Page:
DIALOGUE: Colleen Taylor Sen
Culinary scholar and food historian Collen Taylor Sen’s deep exploration of Indian cuisine has yielded seven books on the subject, winning awards, and critical acclaim along the way. The latest addition is “The Bloomsbury Handbook of Indian Cuisine,” for which Sen is one of the editors. The Handbook is first of its kind that encapsulates the wide variety of regional cuisines, restaurants and their culinary inventions, iconic cookbook authors, the culinary imprints of dynasties and rulers of ancient India, the history of ingredients, and related recipes and properties that distinguish them as quintessentially Indian.
A Canadian transplant from Toronto to Chicago, Sen holds a Ph.D. from Columbia University, and her academic rigor is evident in her food books backed by thorough research with lively historical, political, and social insights. Sen’s strong connections with Indian food were forged after her marriage to Ashish Sen and she backed her curiosity and interest with analysis of the country’s varied culinary delicacies, ingredients, and traditions.
On a lucky day you might find her on one of Chicago’s neighborhoods taking people on Indian food tours to sample its regional diversity beyond the bland commodification for Western palates.
Roundglass Food: What is the impact of Indian cuisine on the global foodscape?
Colleen Taylor Sen: While in the UK Indian cuisine has been integrated into British cuisine on all levels (both neighborhood joints and Michelin-starred restaurants), this isn’t the case in the US where Indian food ranks behind Chinese, Thai, and Mexican cuisines in popularity. The items most people order are saag paneer, tandoori chicken/chicken tikka masala and samosas.
Many non-Desis are afraid to venture outside this limited range although I think they would like to — they just need guidance. Recently I organized tours of the Indian shopping district for the local historical society that ended in lunch in a Hyderabadi restaurant. On the menu were halim, seekh kebab, dum aloo, biryani, paratha and Qubani ka meetha. Although many of these dishes were unfamiliar, people loved them, especially the halim. Recently a restaurant opened in Chicago serving authentic Kerala food and it has been very successful, showing the market is there. Restaurant owners need to play a more active role in introducing non-Desi diners to the wonderful variety of Indian dishes.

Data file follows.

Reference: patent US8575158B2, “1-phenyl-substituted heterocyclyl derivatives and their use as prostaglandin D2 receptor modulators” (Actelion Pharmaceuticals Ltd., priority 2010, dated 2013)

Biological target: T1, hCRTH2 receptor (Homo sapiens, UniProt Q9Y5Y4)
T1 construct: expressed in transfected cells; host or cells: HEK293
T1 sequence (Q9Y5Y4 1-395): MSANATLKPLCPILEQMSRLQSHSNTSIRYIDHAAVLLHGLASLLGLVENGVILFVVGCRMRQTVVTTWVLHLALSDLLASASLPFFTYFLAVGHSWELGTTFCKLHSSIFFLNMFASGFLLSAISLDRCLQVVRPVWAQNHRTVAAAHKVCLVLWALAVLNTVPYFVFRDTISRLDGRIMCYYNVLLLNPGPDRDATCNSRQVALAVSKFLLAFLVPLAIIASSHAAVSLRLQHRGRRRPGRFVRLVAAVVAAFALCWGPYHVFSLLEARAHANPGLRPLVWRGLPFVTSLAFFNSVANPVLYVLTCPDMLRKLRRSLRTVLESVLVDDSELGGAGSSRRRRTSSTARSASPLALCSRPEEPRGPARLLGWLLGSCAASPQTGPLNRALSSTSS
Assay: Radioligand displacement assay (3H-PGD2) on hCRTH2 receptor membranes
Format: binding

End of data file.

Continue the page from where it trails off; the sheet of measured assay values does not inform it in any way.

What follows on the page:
RG: “The Bloomsbury Handbook of Indian Cuisine” is a mammoth endeavor, and the first of this century after Achaya’s. What do you want readers familiar and not familiar with Indian food to take away from this compendium?
CTS: The Handbook was originally published for a Western audience and intended as a standard reference work. For these readers who may not be familiar with Indian food, the Handbook contains entries on such fundamentals as basic ingredients, spices, major dishes, religious practices, the cuisines of all the Indian states and major cities and communities (written by local experts) and important historical figures. To add a little spice to the mixture, we also added profiles of less well-known figures and institutions that played a role in the development of Indian food.